A Journey To Healing

A couple of weeks ago I had an accident during The AIDS Ride For Life, in Ithaca.

For months, I had been training, getting ready and raising funds for this event. I had so many supporting friends and family behind me. But, this was an especially exciting event because this year, my daughter was supposed to join me for the last 42 miles out of the 100 planned. I was truly excited to do this with her and all the wonderful bikers.

We started at 7, after a beautiful opening ceremony. My daughter was the youngest biker at this years event, all excited and ready.

The ride started up-hill and I felt faster and stronger than I expected. Once I got up the first main part (30+miles into the ride), the one I had feared because of all the up-hills, I felt great. Going strong, chatting with the riders I passed and smiling all the time.

But then in one instance it all changed. A biker cut in front of me, and then she hesitated I guess, about where she was going so she slowed down, without any mark. I was going more than 20mph and realized she stopped but all I could see was the busy highway in front of me. I was In The Zone…, in my thoughts about calling my husband, at the next stop, and making sure my daughter is ready and excited. That biker, on her white and pink bike, truly caught me by surprise, and I braked. Fast. Next thing was me on the ground spitting out teeth. I saw my bike on the ground really far away and understood I had flown off my handle bar. The adrenalin was high and I told everyone it’s OK, I just broke some teeth, I want to keep on going. Little did I know what they saw….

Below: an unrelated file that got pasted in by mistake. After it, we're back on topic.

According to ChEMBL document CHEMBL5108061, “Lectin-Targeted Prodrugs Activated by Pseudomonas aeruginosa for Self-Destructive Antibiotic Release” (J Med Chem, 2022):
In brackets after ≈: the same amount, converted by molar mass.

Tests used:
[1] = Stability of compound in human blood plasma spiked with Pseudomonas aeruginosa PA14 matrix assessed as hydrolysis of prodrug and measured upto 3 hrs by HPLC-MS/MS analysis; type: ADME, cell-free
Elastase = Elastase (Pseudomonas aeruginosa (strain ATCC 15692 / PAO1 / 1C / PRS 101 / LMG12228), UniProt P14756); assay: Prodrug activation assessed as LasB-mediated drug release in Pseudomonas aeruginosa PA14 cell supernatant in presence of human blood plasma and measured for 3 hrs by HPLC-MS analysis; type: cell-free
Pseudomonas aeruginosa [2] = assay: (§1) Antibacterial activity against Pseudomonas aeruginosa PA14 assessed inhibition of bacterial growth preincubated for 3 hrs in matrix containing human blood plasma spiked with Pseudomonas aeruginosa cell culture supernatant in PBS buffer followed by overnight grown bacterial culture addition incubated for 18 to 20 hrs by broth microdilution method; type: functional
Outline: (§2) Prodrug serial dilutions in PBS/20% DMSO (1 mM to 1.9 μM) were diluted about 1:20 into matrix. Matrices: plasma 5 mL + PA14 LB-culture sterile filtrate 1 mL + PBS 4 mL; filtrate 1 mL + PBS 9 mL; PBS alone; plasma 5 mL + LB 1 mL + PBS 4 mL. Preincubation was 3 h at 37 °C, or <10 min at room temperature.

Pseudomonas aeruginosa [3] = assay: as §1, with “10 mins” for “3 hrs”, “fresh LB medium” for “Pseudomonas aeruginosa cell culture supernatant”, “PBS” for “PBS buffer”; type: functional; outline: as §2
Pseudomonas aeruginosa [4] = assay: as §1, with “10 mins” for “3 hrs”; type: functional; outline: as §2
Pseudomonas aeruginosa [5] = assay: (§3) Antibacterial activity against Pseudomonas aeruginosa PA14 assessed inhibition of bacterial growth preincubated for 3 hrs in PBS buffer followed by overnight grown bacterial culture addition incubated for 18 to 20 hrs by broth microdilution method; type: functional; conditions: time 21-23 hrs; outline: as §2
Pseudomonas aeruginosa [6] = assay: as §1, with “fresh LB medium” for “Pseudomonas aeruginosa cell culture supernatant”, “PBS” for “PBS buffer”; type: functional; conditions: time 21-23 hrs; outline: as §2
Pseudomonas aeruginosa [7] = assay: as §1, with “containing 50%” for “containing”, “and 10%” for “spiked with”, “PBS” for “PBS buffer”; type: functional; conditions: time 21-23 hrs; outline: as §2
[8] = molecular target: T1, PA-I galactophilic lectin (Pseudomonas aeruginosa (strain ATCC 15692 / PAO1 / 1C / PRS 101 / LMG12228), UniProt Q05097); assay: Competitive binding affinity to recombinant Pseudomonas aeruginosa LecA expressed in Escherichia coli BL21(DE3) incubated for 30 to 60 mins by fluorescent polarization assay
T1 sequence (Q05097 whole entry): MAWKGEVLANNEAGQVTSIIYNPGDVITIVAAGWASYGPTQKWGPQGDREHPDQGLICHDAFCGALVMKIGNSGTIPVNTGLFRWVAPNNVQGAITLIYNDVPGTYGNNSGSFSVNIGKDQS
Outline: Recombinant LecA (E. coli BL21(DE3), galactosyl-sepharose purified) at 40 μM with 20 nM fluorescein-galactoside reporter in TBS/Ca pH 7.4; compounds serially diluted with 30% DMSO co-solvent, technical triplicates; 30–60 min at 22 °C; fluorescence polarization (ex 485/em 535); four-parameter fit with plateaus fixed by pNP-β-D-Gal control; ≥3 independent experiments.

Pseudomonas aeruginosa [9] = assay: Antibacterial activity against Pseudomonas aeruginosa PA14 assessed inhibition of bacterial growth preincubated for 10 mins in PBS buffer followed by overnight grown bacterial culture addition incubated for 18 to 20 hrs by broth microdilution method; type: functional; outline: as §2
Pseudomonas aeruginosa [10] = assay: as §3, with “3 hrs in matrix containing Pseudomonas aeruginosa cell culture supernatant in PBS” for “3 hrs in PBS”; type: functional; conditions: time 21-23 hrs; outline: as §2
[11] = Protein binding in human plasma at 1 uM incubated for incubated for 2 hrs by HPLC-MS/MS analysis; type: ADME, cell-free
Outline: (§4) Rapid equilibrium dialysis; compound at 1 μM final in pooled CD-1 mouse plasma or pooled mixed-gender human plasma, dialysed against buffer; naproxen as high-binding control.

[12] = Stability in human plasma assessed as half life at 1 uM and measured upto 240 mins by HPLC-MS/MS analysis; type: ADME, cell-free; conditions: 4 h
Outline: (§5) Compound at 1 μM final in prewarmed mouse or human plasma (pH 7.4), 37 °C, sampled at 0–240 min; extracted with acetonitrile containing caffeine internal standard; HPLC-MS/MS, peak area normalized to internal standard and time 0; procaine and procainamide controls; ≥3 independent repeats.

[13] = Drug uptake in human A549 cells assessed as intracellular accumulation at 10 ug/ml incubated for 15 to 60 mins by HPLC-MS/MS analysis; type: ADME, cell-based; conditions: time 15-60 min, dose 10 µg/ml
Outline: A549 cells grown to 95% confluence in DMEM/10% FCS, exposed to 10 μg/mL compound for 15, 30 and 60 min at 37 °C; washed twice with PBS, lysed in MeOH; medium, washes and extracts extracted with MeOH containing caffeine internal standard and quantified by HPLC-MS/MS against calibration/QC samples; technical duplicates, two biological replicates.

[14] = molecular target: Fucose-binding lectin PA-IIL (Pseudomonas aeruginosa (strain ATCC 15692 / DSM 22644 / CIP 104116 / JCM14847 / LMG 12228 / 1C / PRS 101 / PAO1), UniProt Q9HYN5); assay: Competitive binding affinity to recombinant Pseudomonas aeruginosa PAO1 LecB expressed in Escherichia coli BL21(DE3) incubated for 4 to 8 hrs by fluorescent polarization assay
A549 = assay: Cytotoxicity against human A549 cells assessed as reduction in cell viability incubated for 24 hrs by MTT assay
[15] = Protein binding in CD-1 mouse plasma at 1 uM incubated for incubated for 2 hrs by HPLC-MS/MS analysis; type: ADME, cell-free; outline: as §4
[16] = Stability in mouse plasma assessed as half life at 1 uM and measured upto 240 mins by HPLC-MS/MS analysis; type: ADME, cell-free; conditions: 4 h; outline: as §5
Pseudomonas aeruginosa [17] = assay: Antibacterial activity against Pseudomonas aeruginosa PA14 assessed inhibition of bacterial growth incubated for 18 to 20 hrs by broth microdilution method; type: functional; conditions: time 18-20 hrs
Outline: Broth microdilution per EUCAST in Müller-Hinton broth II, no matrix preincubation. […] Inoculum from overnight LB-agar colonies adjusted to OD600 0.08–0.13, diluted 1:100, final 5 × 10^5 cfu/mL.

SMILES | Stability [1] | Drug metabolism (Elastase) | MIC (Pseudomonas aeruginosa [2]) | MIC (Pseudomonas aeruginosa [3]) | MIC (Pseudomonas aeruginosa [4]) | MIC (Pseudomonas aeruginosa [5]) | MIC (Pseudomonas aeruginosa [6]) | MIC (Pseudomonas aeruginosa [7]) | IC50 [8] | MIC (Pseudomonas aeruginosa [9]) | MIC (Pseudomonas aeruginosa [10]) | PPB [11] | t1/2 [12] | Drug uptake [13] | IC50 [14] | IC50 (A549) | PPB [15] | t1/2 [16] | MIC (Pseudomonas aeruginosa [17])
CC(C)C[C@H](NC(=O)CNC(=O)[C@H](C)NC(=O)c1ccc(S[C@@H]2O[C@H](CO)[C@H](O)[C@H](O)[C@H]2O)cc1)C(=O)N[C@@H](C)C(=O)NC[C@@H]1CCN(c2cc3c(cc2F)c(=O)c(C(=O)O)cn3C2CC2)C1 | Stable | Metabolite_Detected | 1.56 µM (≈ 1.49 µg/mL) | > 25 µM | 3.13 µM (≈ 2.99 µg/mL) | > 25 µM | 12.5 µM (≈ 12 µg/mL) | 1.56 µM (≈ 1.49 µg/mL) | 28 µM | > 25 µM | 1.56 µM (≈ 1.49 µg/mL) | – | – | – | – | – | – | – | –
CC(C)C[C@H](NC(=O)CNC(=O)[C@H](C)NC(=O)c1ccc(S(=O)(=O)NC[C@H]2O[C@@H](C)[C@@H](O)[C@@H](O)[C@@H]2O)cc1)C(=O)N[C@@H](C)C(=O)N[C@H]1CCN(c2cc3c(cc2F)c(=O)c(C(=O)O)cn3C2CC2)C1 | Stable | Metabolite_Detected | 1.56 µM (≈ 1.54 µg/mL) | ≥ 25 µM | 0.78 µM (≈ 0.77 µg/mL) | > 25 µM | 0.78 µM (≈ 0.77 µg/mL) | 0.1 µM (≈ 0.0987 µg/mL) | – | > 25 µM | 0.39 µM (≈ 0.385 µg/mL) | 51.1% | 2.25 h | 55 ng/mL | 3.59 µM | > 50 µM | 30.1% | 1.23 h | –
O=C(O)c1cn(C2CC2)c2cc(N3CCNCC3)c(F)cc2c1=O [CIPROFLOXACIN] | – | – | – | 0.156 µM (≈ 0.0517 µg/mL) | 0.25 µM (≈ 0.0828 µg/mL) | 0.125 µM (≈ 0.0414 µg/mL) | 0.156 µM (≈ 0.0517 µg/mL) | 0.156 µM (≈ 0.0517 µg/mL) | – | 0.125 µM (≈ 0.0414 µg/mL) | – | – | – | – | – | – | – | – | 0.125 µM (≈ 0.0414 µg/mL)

Well my personal angel came and stopped me. Told me he is a dentist and to lie still. That I can not keep on going. That I am hurt.  At that moment I realized my teeth felt funny and I could not understand why. He was calm and smiling and I will never forget how comforting and reassuring he was. He even said that today, dentists can make miracles. I guess those sentences should have given me a clue about the situation I was in, but it had still not sunk in.

I was wrapped up, placed on a board, my helmet was taped to the board and I was ambulanced off to Syracuse University Hospital. The only thing I could think off was my disappointed daughter, who would not get to ride, and all my amazing friends and family who were supporting me on Facebook and chats this whole time. I found myself posting an update on Facebook, in the ambulance…. an apology for not completing the ride. I laugh at myself now, but it was really important for me at the time.

At the emergency room, I realized I had broken my jaw from side to side and my right hand as well. At once I felt like an episode of Grey’s Anatomy. Doctors and residents coming and going, checking me out, talking about me, sending me to have X-Rays and CT scans done, coming and going and coming back again. I could not open my mouth at all. I got no water or IV, and all I could think about was the helmet drilling into my head and how painful it was. My hand was swollen and I was bleeding from my face.